Geomorphology and geotechnical characterization of the Queenstown Hill landslide (2020)
Type of ContentTheses / Dissertations
Thesis DisciplineEngineering Geology
Degree NameMaster of Science
PublisherUniversity of Canterbury
AuthorsGnesko, Laurashow all
The Queenstown Area is a major tourist destination in the lower South Island and has approximately 16,000 permanent residents. Residential development occurs predominantly on flat-lying alluvial terraces, and elsewhere on steep till-covered bedrock slopes modified by glacial ice and freeze-thaw processes. The steep slopes surrounding the Queenstown area are predisposed to instability due to inherent weakness of the Otago Schist due to lithotype variation, foliation attitude, foliation shears, and rock mass discontinuities. Pressure for residential expansion has resulted in an increasing number of development proposals on the lower slopes of Queenstown Hill.
The primary aims of this research were to develop a detailed geomorphic and geotechnical characterization of the schist within the Queenstown Hill Landslide, in response to increased development in the surrounding area. This study investigates the geomorphology and geotechnical properties of the landslide through mapping, paired with rock mechanics testing of the underlying schist. Four 25 m boreholes drilled into the landslide provided an opportunity to characterize recovered rock material and to evaluate the rock mass within landslide, as subsurface investigations were not previously available to inform investigations along the Frankton Arm.
The Queenstown Hill Landslide is a 50-75 m deep compound translational rockslide comprising interlayered quartzofeldspathic and semi-pelitic schist having an average foliation attitude dipping subparallel to the slope at 15-25° SSW. The main landslide body is interpreted as a compound rockslide with a bi-linear rupture surface, while the geometry of the eastern reactivation zone suggests a planar rockslide. The failure surface is interpreted as being subparallel to foliation, structurally controlled along foliation shears, and with block release defined by the intersection of steep to subvertical joint sets with multiple pre-existing foliation shear zones 0.1 to 1.5 m thick.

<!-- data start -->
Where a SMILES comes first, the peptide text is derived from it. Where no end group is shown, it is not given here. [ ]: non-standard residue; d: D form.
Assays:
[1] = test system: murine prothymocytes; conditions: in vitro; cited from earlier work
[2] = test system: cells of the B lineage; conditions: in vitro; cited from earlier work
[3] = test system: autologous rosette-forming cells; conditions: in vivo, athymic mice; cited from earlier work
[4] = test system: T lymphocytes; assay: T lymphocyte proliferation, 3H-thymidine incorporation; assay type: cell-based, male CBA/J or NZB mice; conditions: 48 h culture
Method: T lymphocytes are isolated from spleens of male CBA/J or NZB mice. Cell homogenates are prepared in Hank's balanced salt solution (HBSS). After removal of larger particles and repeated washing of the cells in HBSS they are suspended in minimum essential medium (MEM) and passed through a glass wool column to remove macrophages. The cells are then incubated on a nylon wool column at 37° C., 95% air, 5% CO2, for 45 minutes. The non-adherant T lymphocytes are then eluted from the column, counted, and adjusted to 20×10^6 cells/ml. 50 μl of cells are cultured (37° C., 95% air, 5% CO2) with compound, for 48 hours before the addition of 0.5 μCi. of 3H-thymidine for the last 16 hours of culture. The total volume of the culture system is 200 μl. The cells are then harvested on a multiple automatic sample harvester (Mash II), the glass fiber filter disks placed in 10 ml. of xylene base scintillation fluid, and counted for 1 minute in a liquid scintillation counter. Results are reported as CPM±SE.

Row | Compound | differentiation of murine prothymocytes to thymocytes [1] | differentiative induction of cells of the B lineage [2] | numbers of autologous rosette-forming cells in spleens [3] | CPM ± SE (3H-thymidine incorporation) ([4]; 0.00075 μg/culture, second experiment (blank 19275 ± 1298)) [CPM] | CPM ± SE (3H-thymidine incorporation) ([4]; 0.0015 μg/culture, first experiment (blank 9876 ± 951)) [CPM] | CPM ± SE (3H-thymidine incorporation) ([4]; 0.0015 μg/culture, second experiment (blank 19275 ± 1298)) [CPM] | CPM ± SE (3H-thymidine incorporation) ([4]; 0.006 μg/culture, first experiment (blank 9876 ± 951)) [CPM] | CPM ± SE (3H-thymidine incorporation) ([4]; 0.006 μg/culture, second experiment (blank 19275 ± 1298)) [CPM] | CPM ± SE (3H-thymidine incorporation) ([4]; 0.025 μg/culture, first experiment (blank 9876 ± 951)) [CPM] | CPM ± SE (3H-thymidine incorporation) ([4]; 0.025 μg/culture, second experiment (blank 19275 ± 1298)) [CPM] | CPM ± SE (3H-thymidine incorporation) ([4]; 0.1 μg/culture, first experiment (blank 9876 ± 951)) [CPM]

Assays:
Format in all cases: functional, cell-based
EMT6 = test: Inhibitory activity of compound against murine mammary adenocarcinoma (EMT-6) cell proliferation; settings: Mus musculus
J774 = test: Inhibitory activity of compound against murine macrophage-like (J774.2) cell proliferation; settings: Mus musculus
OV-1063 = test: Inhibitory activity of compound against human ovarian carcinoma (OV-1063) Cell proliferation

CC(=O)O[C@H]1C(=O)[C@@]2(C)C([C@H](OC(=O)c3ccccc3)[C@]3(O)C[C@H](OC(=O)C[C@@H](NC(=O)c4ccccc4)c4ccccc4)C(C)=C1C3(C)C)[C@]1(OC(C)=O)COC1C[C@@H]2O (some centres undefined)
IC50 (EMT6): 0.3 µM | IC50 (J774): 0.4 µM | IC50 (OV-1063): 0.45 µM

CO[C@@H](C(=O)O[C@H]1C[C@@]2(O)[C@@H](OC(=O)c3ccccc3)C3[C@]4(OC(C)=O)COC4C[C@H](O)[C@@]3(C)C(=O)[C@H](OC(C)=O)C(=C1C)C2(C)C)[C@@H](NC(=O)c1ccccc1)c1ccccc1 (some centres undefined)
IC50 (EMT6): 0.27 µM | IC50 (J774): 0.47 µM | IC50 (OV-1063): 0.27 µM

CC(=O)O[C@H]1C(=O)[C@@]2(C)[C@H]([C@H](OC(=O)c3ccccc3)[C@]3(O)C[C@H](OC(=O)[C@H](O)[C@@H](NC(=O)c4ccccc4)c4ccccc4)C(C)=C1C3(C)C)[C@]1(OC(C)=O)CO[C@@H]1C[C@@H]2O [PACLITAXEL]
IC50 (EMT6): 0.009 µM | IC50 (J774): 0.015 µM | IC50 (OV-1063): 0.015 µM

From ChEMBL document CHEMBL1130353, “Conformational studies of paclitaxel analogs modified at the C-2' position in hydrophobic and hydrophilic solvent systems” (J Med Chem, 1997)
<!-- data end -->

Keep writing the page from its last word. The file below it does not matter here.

Geomorphic mapping identified five zones within the landslide from distinct surface morphologies: (1) a joint controlled headscarp; (2) the main landslide body with a subdued hummocky topography and well established drainage; (3) an extensional zone characterized by a graben and large tension cracks > 5 m deep, up to 100 m long; (4) a reactivation zone interpreted as a separate phase of movement; (5) a complex undulating toe zone bounded by compressional features but with no clear breakout.
Two interlayered schist lithotypes were mapped across the landslide and logged in the boreholes, these being a medium grey quartzofeldspathic schist and a dark green-grey semi-pelitic schist. Both lithotypes belong to the chlorite zone of the greenschist facies but exhibit variations in mineral assemblage, textural zone and weathering. A general predominance of the more micaceous dark green-grey semi-pelitic schist was recognized in the boreholes; although an uneven distribution was not observed in the field as the lithotypes are interlayered.
Laboratory testing of the physical and mechanical properties of the schist lithotypes showed significant variations in geotechnical properties and demonstrated a clear relationship between mineralogy and texture. On average, the medium grey quartzofeldspathic schist, with moderately developed foliation (Textural Zone III) is 1.5 times stronger than the dark grey-green semi-pelitic schist, with well-developed foliation (Textural Zone IV). Laboratory results indicate a low porosity (3.0 %) and a weak to moderately strong compressive strength (11.3 - 61.8 MPa) with low deformation modulus (0.9 - 41.1 GPa).
Lithological variations of the schist and geomorphic setting are likely to have a direct geotechnical influence on slope stability and foundation design, this is supported by kinematic analysis. Kinematic analysis demonstrates that failure is unlikely in moderately inclined (20°-35°) areas, other than localized toppling along foliation with subvertical joints acting as a releasing surface. In areas where the slope angle or cutback exceeds 50°, the number of potential planar and wedge failures increases and continue to increase as the angle approaches 70-85°. Kinematic analysis has identified that the reactivation and extensional zones of the landslide are most susceptible to failure, especially planar failure along foliation and joint sets orientated parallel to the reactivation headscarp.
A detailed ground model developed from the results in this study suggests present movement within the landslide is unlikely. However, the complexity of the landslide warrants site-specific geotechnical investigations to avoid failures during construction. Future development within/surrounding the extension and reactivation zones should be avoided until further investigations are undertaken to refine our current understanding of stability.